I'll admit this up front: I'm lazy. I hate typing. I hate typing long words. I hate trying to read through long words to get to what I need to see, especially oft-repeated ones.

I label it a kind of laziness, but rather it is more that it is a distraction. It gets in the way of seeing what you need to see, because it is always sticking out. Code syntax highlighters aren't smart enough to 'rate' attributes and properties and highlight only the ones that matter and fade out the ones that don't...and how would they know?

And with that comes one tiny gripe with Material-UI's naming and syntax. "Grid container", "Grid item", "Typography variant={variant}". Even with syntax highlighting, I find it makes the text of my code hard to read, and takes up so much space that in a nested Grid, I end up with a lot of line-wrapping in the editor which also decreases readability for me. They are long, almost boilerplate, words that cease to be useful to me after I've typed them, but they're always there, always taking up space, and making it hard to find the properties that I really need to argue with, like the responsive size markers, or in the case of Typography, my actual text itself. When the wrapper for a block of text is bigger than the text itself, there's a problem that needs to be resolved.

So for the terminally lazy (and/or easily distracted) like myself, here's this:

import T from "@material-ui/core/Typography";  
import G from "@material-ui/core/Grid";

export const Gc = p => <G container {...p} />;  
export const Gci = p => <G container item {...p} />;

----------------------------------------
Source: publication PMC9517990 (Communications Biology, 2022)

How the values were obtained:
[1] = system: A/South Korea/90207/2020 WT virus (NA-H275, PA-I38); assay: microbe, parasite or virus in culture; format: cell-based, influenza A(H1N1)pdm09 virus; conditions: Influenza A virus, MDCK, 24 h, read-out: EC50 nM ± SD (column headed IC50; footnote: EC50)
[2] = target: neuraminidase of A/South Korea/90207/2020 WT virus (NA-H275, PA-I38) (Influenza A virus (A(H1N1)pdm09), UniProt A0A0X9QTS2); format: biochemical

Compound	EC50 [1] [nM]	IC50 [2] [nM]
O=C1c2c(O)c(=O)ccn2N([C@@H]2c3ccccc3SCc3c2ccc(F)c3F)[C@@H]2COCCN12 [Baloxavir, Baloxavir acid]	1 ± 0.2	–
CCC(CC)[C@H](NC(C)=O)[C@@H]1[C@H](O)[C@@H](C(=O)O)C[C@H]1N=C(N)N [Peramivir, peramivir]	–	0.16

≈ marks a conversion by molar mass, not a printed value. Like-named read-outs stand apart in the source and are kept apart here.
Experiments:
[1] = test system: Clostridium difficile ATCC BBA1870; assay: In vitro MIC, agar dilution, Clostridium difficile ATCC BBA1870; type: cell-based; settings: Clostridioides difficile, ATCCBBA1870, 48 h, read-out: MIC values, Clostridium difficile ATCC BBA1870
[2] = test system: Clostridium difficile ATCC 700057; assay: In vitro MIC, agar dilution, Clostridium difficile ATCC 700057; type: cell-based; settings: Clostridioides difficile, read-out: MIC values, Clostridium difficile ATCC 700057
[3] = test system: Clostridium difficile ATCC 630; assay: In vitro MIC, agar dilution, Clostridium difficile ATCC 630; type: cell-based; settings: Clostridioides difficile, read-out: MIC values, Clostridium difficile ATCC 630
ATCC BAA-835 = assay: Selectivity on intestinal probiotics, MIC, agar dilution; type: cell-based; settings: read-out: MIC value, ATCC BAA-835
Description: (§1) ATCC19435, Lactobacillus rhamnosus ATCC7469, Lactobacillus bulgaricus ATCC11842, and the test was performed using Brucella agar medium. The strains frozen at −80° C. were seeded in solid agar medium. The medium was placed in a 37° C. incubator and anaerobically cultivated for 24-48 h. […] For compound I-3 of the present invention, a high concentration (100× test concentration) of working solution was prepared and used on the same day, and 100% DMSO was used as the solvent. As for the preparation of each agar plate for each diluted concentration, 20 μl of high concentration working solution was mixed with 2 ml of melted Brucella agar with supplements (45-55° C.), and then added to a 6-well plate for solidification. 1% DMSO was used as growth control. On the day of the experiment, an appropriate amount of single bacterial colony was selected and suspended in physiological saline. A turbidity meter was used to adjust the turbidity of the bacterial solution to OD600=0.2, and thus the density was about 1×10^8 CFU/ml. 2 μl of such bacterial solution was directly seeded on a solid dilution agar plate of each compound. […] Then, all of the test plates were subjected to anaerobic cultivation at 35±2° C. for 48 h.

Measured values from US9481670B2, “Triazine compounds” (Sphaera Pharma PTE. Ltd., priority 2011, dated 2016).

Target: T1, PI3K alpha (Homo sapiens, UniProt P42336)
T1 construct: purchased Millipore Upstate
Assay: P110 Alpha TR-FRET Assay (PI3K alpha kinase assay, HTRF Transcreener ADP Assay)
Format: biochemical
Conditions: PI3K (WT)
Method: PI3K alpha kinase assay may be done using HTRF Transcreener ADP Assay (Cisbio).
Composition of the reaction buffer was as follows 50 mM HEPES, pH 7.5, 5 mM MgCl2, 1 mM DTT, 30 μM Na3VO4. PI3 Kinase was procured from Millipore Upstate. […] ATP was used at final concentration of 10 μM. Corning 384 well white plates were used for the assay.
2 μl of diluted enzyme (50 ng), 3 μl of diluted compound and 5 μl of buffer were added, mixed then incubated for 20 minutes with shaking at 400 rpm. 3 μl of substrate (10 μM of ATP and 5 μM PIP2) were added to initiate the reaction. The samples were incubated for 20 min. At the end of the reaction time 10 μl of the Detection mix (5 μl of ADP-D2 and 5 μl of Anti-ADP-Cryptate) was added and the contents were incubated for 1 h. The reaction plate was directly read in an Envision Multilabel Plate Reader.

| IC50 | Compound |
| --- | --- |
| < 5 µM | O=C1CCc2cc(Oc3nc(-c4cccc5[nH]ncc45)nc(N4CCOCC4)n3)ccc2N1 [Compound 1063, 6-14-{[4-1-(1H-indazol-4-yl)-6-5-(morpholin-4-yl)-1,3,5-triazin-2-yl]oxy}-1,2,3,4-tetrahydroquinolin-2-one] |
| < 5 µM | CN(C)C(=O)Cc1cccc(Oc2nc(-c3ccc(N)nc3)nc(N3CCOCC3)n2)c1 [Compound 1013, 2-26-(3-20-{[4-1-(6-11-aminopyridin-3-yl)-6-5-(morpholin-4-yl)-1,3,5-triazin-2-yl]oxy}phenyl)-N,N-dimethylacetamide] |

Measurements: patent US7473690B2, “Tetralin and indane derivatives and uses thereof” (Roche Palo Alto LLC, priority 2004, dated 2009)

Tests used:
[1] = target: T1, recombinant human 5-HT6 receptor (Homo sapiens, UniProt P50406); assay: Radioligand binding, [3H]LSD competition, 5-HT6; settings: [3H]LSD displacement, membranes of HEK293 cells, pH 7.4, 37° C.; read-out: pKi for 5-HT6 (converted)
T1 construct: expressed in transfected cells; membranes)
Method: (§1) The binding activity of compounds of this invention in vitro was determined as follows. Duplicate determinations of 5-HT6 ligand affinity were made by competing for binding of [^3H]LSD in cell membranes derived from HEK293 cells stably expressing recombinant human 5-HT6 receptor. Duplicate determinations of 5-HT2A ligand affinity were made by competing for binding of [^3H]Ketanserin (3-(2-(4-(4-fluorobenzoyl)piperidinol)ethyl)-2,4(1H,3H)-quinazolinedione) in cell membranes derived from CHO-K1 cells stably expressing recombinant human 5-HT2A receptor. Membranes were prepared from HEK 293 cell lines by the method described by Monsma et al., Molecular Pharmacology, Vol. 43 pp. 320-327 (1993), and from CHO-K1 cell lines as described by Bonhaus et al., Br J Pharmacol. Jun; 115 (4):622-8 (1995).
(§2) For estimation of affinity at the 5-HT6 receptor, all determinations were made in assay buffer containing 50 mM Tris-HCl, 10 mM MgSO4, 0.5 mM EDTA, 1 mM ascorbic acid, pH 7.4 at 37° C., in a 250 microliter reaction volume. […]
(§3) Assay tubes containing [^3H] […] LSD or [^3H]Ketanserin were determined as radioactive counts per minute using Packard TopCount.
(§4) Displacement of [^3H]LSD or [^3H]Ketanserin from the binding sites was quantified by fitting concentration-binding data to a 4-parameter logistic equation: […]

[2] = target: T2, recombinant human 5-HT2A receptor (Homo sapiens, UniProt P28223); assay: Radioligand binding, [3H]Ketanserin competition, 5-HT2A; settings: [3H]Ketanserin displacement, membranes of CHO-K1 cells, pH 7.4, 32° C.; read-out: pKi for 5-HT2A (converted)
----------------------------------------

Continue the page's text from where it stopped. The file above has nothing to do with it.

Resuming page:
export const Gi = p => <G item {...p} />;

export { T };  
export { G };

function tv(variant) {  
  return function TV(p) {
    return <T variant={variant} {...p} />;
  };
}
export const Th1 = tv("h1");  
export const Th2 = tv("h2");  
export const Th3 = tv("h3");  
export const Th4 = tv("h4");  
export const Th5 = tv("h5");  
export const Th6 = tv("h6");

export const Tst1 = tv("subtitle1");  
export const Tst2 = tv("subtitle2");

export const Tb1 = tv("body1");  
export const Tb2 = tv("body2");

export const Tbt = tv("button");  
export const Tc = tv("caption");  
export const To = tv("overline");

Which can be used in code like the following:

    <Gc spacing={10} className={classes.main}>
        <Gi xs={12}>
          <Paper className={classes.sliderPaper + ' ' + classes.gr}>
            <Th1>Heading</Th1>
            <Ts2>subtitle 2</Ts2>
            <Tb1>body1</Tb1>
          </Paper>
        </Gi>
    </Gc>

I'll probably expand this a little for Paper elevations and Card elevations as I go.

With all the subcomponents one needs in Tables, Cards, and Lists, you should be encapsulating those in your own components (Storybook time!), so your main app pages aren't flooded with them...but that's a different kind of laziness.